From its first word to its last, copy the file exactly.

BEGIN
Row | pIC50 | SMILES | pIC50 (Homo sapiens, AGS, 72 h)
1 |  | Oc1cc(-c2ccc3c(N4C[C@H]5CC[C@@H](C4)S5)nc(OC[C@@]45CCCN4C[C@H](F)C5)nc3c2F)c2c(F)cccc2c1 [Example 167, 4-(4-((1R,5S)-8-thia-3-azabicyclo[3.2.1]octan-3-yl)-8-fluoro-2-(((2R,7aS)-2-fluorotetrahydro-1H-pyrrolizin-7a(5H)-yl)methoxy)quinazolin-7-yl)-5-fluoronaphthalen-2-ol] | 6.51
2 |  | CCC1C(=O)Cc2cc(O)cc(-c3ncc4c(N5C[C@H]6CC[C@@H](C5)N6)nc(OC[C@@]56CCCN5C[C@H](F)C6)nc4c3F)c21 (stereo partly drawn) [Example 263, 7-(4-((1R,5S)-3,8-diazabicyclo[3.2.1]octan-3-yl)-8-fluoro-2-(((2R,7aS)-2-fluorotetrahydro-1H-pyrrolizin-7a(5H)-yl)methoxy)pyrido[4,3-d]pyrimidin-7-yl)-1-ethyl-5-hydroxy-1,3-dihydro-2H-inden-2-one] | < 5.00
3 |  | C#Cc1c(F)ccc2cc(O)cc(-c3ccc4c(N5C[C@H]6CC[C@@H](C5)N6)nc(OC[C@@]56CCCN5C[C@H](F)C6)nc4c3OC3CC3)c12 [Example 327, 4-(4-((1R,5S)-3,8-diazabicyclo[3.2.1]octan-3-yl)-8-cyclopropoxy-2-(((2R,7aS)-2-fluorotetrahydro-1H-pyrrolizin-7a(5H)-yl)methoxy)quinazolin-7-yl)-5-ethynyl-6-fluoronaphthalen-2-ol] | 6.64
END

Row | pIC50 | SMILES | pIC50 (Homo sapiens, AGS, 72 h)
1 |  | Oc1cc(-c2ccc3c(N4C[C@H]5CC[C@@H](C4)S5)nc(OC[C@@]45CCCN4C[C@H](F)C5)nc3c2F)c2c(F)cccc2c1 [Example 167, 4-(4-((1R,5S)-8-thia-3-azabicyclo[3.2.1]octan-3-yl)-8-fluoro-2-(((2R,7aS)-2-fluorotetrahydro-1H-pyrrolizin-7a(5H)-yl)methoxy)quinazolin-7-yl)-5-fluoronaphthalen-2-ol] | 6.51
2 |  | CCC1C(=O)Cc2cc(O)cc(-c3ncc4c(N5C[C@H]6CC[C@@H](C5)N6)nc(OC[C@@]56CCCN5C[C@H](F)C6)nc4c3F)c21 (stereo partly drawn) [Example 263, 7-(4-((1R,5S)-3,8-diazabicyclo[3.2.1]octan-3-yl)-8-fluoro-2-(((2R,7aS)-2-fluorotetrahydro-1H-pyrrolizin-7a(5H)-yl)methoxy)pyrido[4,3-d]pyrimidin-7-yl)-1-ethyl-5-hydroxy-1,3-dihydro-2H-inden-2-one] | < 5.00
3 |  | C#Cc1c(F)ccc2cc(O)cc(-c3ccc4c(N5C[C@H]6CC[C@@H](C5)N6)nc(OC[C@@]56CCCN5C[C@H](F)C6)nc4c3OC3CC3)c12 [Example 327, 4-(4-((1R,5S)-3,8-diazabicyclo[3.2.1]octan-3-yl)-8-cyclopropoxy-2-(((2R,7aS)-2-fluorotetrahydro-1H-pyrrolizin-7a(5H)-yl)methoxy)quinazolin-7-yl)-5-ethynyl-6-fluoronaphthalen-2-ol] | 6.64